Saturday, 14 January 2012

The wonders of private healthcare and of Scottish government

In Britain, a very small proportion of healthcare is delivered by private hospital

These are organisations that provide healthcare for profit, or at least try to (anyone can run a business badly). As a result, they only do what is referred to in the trade as ‘cold surgery’ - in other words operations carried out on a planned basis rather than in response to an emergency. 

These can be relatively low-key operations such as a hernia repair, or something more substantial, like a hip replacement. But what they all have in common is that they are carried out on patients who are, broadly speaking, in good health: they obviously have the condition for which the surgery is needed but otherwise they’re well - they don’t have anything likely to turn into a nasty heart attack, or a major neurological problem such as a seizure or, even worse, a stroke. 

It will come as no surprise that this is the kind of case that is most likely to generate a profit. 

Partisans of private hospitals argue that by handling this kind of work, they relieve the NHS of having to do it. What that argument leaves out of account is that what’s left is the more difficult cases that are likely to be the most expensive. What it leaves even more out of account is what happens if things unexpectedly go wrong, as they have a tedious way of doing in healthcare. 

What if, against all the available indicators, a patient has a heart attack while in the private hospital? 

I came across exactly such a case some years ago, though I won’t mention the private hospital involved, because why should one embarrass the guilty? What happened was that reception staff called for an ambulance. When it arrived, NHS paramedics took the patient into their charge at being shot of all further responsibility for him. 

Because that’s what the private sector does. It cherry picks the easiest cases. And it avoids any of the huge infrastructure costs associated with building centres capable of dealing with the serious problems, with the life-threatening conditions. No wonder the private sector can aim at profitability. 

Why is this important today? 

Because the latest reorganisation of the NHS aims to make it possible for ‘any willing provider’ to deliver healthcare. That form of words led to a bit of a storm of controversy so now the government is saying, ‘well, yes, of course the provider as well as being willing also has to be suitable, properly qualified, and shown to be capable of delivering quality.’ If only they’d said that from the outset I’d have less trouble believing them. But suitable or not, these hospitals are still going to be creaming off the most lucrative cases while avoiding the burden of the difficult ones - for which they’ll have to turn to the public sector for support.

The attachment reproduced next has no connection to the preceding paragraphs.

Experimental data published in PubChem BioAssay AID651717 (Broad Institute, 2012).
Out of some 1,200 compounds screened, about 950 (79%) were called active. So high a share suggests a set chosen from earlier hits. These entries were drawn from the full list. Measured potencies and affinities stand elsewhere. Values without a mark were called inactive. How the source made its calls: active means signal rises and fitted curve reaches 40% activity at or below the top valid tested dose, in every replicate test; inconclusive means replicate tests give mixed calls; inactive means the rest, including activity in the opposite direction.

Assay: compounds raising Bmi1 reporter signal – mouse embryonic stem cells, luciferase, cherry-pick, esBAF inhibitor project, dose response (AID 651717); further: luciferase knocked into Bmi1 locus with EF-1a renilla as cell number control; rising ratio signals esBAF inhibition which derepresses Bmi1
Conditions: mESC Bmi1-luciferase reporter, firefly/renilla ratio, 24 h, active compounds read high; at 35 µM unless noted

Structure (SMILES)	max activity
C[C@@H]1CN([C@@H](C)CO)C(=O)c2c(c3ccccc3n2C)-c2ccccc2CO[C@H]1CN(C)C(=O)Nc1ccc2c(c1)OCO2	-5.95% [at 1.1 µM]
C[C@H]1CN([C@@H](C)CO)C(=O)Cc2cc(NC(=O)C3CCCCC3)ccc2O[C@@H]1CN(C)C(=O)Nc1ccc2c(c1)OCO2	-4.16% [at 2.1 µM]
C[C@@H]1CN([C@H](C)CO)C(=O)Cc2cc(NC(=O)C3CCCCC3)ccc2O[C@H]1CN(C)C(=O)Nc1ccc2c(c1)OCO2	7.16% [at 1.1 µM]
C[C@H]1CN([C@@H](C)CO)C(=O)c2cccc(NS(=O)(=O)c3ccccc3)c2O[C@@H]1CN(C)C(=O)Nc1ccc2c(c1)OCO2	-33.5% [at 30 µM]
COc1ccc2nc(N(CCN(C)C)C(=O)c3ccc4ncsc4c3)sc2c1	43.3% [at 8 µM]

Anyone in Britain questioning that suggestion need only look at what’s happening in connection with the latest healthcare scandal: breast implants provided by a (now-bankrupt) French company, PIP, using industrial-grade silicone. That’s a bit like putting a load of diesel oil in your body and being told, ‘don’t worry - there won’t be a problem unless the pack leaks.’ Inspires confidence, doesn't it?

And guess who did 95% of the operations? Private hospitals, of course. And who picks up the tab if things go wrong? Oh, yes, you guessed it: the public sector. The private cosmetic surgery companies reckon that they just can’t afford to do the work of removing the implants themselves - it would cost too much. Why, it might wipe out their profits. So they expect the rest of us to cover them for them. 

Leaking industrial grade silicone - just what every woman wants inside her
The private sector can fit them. To take them out, just turn to the NHS
Oh brave new world that has such people in it! 

What a wonderful, liberating experience it’s going to be having all those ‘willing providers’ helping out the NHS. 

Postscript: they order these things better north of Hadrian’s Wall 

This week David Cameron, Prime Minister of the United Kingdom, decided to confront Alex Salmond, First Minister of Scotland, a major part of that same United Kingdom. 

Salmond wants to hold a referendum on independence for Scotland. But because he’s a wily old fox and he know time’s on his side, he wants to hold it in 2014. And, because he knows he might lose the referendum, he wants it to include an alternative possibiliy - maximum devolution, with Scotland running all its own government except for foreign affairs and defence (often the same thing these days) which would be left to the residual UK. 

Now Cameron is calling him out. The referendum must be held in 2013. And, he maintains, it can’t contain the maximum devolution question. 

So Cameron is taking on Salmond head on. Cameron. Self-confident to the point of brashness, indolent when it comes to preparing his ground, convinced that success is his due. Against Salmond. The smartest operator in the UK today. 

I’m looking forward to watching the contest. Cameron might best him. But I won’t be putting any money on that.

Cameron, left, looking for an idea. Salmond looking as though butter wouldn't melt
I know who I'd put my money on

1 comment:

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